And DNA analysis made from locks of hair Ludwig van Beethoven has revealed the possible causes of death of the brilliant composer, who suffered a progressive hearing loss that led him to the deafness, among other health problems. In 1802, Beethoven himself spoke to his brothers and told them to ask their doctor to describe his illness and make the information public. Now, more than two centuries after his death, genetic research has produced results that have been published in the journal Current Biology.
Beethoven experienced “terrifying” Gastrointestinal disorders and, in the summer of 1821, he suffered the first of at least two bouts of jaundice, a sign of liver disease; in fact, it has long been considered that the cirrhosis it was the most likely cause of his death at the age of 56, in 1827.
“We couldn’t find a definitive cause for Beethoven’s deafness or gastrointestinal problems,” said Johannes Krause of the Max Planck Institute for Evolutionary Anthropology in Leipzig, Germany. “However, we discovered a number of genetic risk factors significant for the liver disease. We also found evidence of a infection with the hepatitis B virus, at most in the months prior to the composer’s last illness. That probably contributed to his death.”
“Beethoven’s alcohol consumption was very regular and it is likely that this amounted to amounts of alcohol known today to be harmful to the liver”
Tristan Begg, from the University of Cambridge, and lead author of the study, notes that “his alcohol consumption was very regular and this likely equated to amounts of alcohol now known to be harmful to the liver. If your drinking was heavy enough over a long enough period of time, the interaction with your genetic risk factors presents a possible explanation for your cirrhosis.”
Beethoven had a genetic predisposition to liver disease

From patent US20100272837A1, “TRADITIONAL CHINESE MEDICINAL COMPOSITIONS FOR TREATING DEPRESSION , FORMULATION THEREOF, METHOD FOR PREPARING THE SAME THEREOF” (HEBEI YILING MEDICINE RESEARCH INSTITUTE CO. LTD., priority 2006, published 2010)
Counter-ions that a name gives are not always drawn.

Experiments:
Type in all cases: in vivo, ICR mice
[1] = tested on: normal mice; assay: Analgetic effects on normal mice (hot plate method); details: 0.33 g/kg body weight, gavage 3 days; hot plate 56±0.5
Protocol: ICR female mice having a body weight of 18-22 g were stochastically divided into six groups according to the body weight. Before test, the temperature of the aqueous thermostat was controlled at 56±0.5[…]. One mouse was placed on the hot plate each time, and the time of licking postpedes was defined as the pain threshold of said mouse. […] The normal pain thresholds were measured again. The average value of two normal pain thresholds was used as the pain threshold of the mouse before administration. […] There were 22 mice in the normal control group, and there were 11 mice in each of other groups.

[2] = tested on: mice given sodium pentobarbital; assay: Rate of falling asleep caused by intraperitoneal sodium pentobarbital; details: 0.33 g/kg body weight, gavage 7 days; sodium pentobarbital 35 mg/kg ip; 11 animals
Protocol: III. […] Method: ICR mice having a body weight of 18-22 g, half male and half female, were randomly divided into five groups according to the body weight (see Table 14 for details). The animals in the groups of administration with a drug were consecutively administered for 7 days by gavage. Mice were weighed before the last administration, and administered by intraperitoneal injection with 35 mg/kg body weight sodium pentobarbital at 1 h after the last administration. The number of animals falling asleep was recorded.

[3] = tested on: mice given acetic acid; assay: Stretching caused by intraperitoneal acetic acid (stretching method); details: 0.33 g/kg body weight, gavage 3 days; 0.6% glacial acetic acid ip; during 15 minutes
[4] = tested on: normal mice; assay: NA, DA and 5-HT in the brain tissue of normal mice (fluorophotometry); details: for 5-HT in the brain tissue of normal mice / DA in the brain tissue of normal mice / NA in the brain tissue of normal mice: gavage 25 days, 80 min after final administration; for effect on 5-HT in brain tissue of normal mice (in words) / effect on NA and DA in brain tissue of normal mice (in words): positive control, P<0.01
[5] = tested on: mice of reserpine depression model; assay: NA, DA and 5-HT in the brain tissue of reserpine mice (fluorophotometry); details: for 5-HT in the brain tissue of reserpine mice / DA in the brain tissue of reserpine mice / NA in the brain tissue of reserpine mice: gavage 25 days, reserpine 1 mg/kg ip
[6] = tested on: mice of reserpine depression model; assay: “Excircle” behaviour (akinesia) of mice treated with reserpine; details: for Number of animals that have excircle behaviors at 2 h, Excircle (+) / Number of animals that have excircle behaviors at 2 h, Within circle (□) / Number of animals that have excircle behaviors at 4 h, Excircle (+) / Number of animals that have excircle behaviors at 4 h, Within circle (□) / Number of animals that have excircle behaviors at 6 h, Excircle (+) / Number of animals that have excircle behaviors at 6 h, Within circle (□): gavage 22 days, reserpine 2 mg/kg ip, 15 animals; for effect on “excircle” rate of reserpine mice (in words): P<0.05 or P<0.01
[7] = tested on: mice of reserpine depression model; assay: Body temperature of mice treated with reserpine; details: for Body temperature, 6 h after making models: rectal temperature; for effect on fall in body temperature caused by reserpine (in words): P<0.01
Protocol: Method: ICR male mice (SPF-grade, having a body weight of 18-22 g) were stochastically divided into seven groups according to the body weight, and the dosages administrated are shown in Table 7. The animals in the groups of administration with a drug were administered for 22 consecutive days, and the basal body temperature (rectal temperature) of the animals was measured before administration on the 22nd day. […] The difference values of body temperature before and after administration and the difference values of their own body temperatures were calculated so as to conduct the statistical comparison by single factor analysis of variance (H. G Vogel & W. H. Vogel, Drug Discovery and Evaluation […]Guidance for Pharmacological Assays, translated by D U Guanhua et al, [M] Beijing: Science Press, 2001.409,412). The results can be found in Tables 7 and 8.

When analyzing Beethoven’s genome, the researchers found that his Y chromosome does not match that of any of the five modern relatives with the same last name and who, according to genealogical records, share a common ancestor with Beethoven’s paternal line, suggesting that an “extra-marital paternity event” occurred in his paternal line between Hendrik van Beethoven’s conception in Kampenhout, Belgium in 1572 and Ludwig van Beethoven’s conception seven generations later in 1770, in Bonn, Germany,” says Tristan Begg, now at Cambridge University, UK.
The researchers began by analyzing strands of hair of independent origin, presumed to belong to Beethoven; verified that only five of them came from the same European man and that they were “almost certainly authentic” and used them to sequencing Beethoven’s genome with a genomic coverage of 24 times.
Although medical biographers had previously suggested that Beethoven suffered from numerous hereditary conditionsthe authors of the new study have not found in his genome a cause that explains his hearing disorder or his gastrointestinal problems, but they did discover that he had a genetic predisposition to liver disease.
The DNA that has been extracted from the musician’s hair is genetically most similar to that of people currently living in North Rhine-Westphalia, consistent with Beethoven’s known German ancestry, Begg notes. Future studies of Beethoven’s samples collected over time could help clarify when he contracted hepatitis B. In addition, further studies of his close relatives could help clarify his biological relationship to modern descendants of the family. Beethoven.